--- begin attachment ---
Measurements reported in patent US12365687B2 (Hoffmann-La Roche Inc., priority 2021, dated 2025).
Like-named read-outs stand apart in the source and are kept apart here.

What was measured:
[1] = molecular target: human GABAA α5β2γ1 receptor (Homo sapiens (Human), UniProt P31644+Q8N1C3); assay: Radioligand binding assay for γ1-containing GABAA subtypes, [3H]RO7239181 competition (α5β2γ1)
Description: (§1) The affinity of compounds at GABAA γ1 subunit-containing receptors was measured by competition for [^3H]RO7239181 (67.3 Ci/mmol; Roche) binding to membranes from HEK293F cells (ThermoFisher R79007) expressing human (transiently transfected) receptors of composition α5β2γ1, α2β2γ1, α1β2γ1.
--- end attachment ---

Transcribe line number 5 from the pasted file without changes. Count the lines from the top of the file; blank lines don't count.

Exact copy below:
Description: (§1) The affinity of compounds at GABAA γ1 subunit-containing receptors was measured by competition for [^3H]RO7239181 (67.3 Ci/mmol; Roche) binding to membranes from HEK293F cells (ThermoFisher R79007) expressing human (transiently transfected) receptors of composition α5β2γ1, α2β2γ1, α1β2γ1.